The FINANCIAL -- The
World Bank Group provided $10.2 billion in funding to governments in
Europe and Central Asia (ECA) during fiscal year 2013, aimed at
fostering growth for shared prosperity and poverty reduction. The
region’s growth is expected to reach 2.8 percent in 2013, 3.8 percent in
2014, and 4.2 percent in 2015, according to the Bank’s recently
published Global Economic Prospects.
Over the past year, IBRD/IDA approved 42 project and policy loans totaling $5.3 billion for ECA, comprising of $4.6 billion and $0.7 billion in IBRD and IDA commitments respectively. The IFC provided $4.4 billion and MIGA $0.54 billion in financing. In addition to its financial products and technical assistance, the Bank Group produced important research about critical issues in the region this fiscal year, including a special report on the economic benefits of climate action, Growing Green.
“Growth in Europe and Central Asia continues, despite the slowdown in 2012,” said Laura Tuck, World Bank Acting Vice President for the Europe and Central Asia Region. “This year, calmer financial markets and global trade have helped improve the situation in the region. We have focused on supporting countries in their efforts to strengthen their economic competitiveness and public finances, improve public services, strengthen banking systems, and protect the most vulnerable from the impacts of the economic slowdown,” she added.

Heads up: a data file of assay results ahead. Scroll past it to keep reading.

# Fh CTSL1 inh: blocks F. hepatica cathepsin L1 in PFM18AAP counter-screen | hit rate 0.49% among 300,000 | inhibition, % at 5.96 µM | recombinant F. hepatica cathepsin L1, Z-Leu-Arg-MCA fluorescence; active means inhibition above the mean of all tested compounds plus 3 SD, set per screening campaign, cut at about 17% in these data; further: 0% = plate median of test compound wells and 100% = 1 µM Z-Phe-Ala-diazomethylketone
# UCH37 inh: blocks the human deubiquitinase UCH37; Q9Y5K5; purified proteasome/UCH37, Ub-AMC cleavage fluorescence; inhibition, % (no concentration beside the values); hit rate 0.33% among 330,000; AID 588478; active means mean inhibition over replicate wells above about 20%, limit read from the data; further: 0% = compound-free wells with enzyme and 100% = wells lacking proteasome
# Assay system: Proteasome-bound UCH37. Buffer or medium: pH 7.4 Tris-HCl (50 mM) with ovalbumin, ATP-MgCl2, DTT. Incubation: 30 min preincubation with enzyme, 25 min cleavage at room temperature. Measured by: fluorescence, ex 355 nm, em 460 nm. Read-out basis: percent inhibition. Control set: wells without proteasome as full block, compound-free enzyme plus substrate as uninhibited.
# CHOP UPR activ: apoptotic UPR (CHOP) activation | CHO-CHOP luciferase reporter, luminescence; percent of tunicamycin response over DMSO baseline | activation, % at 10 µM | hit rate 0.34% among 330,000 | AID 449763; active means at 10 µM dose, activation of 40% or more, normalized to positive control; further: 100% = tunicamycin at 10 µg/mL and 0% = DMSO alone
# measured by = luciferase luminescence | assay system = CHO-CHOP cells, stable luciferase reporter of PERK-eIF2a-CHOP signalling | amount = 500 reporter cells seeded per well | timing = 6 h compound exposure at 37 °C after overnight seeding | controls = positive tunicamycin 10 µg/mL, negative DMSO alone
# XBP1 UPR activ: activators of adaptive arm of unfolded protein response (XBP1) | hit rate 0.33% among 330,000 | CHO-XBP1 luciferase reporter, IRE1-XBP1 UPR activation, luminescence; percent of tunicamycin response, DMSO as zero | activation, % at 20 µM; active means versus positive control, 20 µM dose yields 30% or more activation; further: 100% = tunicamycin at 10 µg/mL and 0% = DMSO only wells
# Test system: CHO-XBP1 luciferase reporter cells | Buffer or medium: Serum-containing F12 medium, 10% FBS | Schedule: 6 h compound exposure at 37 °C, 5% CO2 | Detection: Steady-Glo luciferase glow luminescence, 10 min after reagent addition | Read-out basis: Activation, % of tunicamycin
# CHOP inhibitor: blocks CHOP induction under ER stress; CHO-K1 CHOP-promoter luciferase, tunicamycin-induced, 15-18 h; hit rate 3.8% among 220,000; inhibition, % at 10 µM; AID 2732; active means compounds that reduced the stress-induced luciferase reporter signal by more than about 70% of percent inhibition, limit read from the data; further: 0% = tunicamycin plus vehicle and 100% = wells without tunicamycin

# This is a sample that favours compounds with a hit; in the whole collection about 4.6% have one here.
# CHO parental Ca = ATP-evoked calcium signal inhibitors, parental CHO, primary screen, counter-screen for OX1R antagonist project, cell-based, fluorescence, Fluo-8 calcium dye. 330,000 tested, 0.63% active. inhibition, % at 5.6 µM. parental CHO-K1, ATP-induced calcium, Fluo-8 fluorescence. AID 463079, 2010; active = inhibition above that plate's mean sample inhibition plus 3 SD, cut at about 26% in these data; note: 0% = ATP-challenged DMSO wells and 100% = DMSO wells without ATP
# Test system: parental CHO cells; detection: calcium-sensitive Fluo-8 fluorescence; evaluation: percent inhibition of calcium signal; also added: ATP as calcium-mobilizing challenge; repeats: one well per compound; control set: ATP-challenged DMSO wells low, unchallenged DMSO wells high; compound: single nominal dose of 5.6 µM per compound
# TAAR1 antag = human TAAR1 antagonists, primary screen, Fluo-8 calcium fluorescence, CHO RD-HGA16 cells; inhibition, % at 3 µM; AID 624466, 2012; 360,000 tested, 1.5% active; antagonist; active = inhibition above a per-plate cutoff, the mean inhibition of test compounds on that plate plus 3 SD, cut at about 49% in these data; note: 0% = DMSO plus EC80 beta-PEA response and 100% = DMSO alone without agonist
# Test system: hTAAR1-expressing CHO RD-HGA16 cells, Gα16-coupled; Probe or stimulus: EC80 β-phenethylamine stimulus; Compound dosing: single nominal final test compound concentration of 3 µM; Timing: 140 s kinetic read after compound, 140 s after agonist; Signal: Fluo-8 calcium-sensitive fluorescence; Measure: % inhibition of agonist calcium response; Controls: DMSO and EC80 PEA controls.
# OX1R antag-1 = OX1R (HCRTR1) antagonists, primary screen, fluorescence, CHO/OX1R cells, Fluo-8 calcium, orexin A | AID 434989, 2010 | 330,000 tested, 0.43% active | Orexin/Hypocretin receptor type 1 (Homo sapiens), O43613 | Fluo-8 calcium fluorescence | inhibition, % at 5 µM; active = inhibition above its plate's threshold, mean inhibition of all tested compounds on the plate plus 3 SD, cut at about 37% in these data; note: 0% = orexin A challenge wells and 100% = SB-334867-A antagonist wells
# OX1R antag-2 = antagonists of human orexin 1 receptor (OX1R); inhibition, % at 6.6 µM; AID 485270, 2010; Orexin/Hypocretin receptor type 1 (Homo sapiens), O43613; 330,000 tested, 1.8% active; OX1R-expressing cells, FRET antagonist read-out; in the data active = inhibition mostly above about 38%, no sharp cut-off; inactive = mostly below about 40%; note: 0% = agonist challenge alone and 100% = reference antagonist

The ECA region is implementing a regional strategy that is focused on addressing three critical challenges to growth and development---improving competitiveness, reforming the social sectors to achieve shared prosperity, and making growth more sustainable, including through climate action.
Increasing competitiveness requires improving governance and the investment climate, providing stable and effective financial intermediation, upgrading the skills of the labor force, building and maintaining energy and transport infrastructure, and increasing the efficiency of public spending. To achieve these ends, the Bank has helped modernize tax administration in Armenia and Romania; improve roads in Armenia and Serbia; strengthen the business environment and policies conducive to innovation in Croatia, Georgia, and the Russian Federation; increase access to finance for small and medium enterprises in Turkey; and stabilize public finances and strengthen financial sector regulations in the former Yugoslav Republic of Macedonia, according to The World Bank Group.
Findings of the regional report Eurasian Cities -- New Realities along the Silk Road show that the cities of Eurasia need to reorganize in order to be competitive in a market economy. Policy makers can support this transformation through better urban planning, faster transport and communication connections, integrated public services, and more efficient financing – areas where some cities in the region have already started to take actions, according to The World Bank Group.